The road to the White House begins at the border

Immigration has become the main issue of the campaign, eight months before the presidential elections in the United States

A group of migrants crosses the Rio Grande to enter the United States through Eagle Pass (Texas), on February 24.CHENEY ORR (REUTERS)

Laken Riley, a 22-year-old nursing student, went running on Thursday, February 22, at the University of Georgia in Athens. She never returned to her room. She was found dead that same day in a wooded area of campus. The next day, José Antonio Ibarra, a 26-year-old Venezuelan who crossed the border illegally in September 2022, was arrested and charged with the murder. At that time, the tragic murder became a political weapon. “Biden’s border INVASION is destroying our country and killing our citizens!” former president Donald Trump posted on Truth Social, calling Ibarra a “monster.” Although studies deny any correlation between immigration and crime, Trump has returned to the xenophobic script that paved his way to the White House in 2016. The border has become a battlefield in the November presidential elections. The fact that both Biden and Trump decided to visit the banks of the Rio Grande on Thursday is proof of this.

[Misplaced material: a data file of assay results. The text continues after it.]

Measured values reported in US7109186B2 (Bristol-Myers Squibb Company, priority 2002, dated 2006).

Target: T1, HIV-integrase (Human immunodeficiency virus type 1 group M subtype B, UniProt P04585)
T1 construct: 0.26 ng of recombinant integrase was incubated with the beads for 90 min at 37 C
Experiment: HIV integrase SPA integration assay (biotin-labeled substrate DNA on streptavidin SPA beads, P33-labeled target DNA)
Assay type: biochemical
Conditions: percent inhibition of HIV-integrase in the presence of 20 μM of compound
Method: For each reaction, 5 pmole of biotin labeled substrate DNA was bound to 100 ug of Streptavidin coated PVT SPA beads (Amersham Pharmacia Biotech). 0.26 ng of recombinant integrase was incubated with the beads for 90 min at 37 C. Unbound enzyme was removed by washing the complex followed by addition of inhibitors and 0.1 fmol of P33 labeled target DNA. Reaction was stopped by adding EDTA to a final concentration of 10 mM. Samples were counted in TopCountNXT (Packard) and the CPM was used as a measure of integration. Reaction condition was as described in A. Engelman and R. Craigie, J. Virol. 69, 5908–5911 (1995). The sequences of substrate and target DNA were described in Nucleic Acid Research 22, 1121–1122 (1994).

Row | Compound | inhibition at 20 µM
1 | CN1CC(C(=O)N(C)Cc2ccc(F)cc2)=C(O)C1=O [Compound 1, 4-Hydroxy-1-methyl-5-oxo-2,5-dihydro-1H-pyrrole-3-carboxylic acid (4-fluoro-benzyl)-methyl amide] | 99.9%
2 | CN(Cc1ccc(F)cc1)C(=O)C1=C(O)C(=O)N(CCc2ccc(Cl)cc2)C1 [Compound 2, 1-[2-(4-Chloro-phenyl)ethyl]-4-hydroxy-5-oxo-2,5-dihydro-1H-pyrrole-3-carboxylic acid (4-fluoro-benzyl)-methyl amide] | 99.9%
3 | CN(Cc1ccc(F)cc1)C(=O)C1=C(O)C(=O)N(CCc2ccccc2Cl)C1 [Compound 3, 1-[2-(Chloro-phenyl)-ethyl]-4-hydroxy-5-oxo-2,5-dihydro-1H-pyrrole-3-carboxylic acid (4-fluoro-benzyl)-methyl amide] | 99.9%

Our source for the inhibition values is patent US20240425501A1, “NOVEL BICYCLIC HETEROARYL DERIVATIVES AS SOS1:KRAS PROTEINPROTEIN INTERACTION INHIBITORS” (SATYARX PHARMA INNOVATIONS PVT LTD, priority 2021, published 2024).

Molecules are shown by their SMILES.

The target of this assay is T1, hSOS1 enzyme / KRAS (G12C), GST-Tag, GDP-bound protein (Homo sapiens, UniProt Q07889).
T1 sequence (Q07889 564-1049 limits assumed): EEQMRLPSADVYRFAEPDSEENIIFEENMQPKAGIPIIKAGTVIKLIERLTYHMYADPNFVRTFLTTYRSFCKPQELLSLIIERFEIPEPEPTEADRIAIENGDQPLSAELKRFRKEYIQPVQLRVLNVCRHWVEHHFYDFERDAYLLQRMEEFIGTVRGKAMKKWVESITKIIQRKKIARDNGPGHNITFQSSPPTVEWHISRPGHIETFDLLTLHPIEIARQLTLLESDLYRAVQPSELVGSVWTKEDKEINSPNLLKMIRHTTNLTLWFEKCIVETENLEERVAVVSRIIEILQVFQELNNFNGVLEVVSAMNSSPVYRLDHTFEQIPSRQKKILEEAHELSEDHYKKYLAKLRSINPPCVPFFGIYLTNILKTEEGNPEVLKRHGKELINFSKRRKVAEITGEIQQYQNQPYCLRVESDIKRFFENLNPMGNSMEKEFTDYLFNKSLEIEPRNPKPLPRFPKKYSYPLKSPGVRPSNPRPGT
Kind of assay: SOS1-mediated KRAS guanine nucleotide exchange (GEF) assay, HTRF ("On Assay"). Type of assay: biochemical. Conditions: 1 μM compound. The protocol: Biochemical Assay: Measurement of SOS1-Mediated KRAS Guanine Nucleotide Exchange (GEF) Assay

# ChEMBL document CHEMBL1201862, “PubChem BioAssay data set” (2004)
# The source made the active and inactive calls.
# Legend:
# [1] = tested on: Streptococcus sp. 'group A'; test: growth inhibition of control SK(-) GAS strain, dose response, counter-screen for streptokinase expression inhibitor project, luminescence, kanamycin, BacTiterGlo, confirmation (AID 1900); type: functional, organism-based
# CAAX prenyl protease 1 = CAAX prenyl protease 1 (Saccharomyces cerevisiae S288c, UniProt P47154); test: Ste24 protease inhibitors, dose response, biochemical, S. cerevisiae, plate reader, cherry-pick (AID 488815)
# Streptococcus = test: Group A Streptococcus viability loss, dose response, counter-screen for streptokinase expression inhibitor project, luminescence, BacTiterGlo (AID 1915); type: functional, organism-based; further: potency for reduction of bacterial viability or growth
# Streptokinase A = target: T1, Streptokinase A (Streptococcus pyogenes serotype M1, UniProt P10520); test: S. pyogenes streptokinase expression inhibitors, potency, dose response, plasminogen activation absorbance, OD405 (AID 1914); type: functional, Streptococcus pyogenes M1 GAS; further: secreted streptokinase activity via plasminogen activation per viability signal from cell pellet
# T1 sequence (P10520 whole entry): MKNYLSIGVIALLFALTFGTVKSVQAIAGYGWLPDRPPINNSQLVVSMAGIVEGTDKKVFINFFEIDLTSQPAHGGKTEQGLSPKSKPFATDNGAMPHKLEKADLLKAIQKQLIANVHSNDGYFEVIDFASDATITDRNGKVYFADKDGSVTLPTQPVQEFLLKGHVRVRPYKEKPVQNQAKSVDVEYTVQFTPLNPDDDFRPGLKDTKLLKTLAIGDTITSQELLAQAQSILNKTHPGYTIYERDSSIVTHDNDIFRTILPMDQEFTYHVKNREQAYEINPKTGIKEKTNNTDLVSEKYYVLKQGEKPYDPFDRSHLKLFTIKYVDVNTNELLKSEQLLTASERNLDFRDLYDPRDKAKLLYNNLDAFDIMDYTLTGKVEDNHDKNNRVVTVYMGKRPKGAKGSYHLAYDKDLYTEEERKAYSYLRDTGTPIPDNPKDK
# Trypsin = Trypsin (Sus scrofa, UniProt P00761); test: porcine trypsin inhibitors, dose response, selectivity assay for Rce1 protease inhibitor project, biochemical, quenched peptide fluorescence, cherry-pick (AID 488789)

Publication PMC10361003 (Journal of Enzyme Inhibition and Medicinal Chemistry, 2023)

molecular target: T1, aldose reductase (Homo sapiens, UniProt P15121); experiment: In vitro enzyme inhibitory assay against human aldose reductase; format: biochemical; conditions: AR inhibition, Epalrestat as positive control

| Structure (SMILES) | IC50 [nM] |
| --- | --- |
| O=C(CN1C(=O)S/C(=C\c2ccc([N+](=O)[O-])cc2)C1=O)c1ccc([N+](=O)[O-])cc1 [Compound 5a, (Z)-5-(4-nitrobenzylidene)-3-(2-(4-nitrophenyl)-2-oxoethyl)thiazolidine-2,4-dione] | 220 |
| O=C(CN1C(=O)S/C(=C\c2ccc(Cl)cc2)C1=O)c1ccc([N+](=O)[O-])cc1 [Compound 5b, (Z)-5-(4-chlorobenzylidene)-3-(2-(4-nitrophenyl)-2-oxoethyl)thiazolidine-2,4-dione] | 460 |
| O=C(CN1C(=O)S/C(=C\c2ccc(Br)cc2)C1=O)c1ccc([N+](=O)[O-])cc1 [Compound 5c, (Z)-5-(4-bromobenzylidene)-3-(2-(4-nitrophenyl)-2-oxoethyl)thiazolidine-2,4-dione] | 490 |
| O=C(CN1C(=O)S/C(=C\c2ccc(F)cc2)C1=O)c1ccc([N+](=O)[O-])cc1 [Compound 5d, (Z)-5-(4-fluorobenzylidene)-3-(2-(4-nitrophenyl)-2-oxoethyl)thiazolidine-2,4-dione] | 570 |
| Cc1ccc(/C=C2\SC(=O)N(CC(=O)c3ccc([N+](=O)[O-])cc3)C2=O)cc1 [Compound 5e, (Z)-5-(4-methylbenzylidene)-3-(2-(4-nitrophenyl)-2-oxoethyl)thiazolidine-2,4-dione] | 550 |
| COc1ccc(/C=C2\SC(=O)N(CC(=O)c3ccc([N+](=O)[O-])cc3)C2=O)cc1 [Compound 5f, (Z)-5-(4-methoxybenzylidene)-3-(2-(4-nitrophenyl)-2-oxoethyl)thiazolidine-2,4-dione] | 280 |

Many issues are on the agenda for the November 5 elections. The economy, abortion, insecurity, Biden’s age, 81, (and to a lesser extent Trump’s, 77), the risks to democracy, the criminal charges against the former president and even foreign policy — which rarely sways the electorate — are all set to influence the outcome. But voters see immigration as the country’s main problem, according to a Gallup poll published last week. Some 28% of citizens (including 57% of Republicans) say it is the most important problem the U.S. is facing, a response that follows the wave of illegal crossings during the Biden presidency, which reached a record high of 250,000 in December.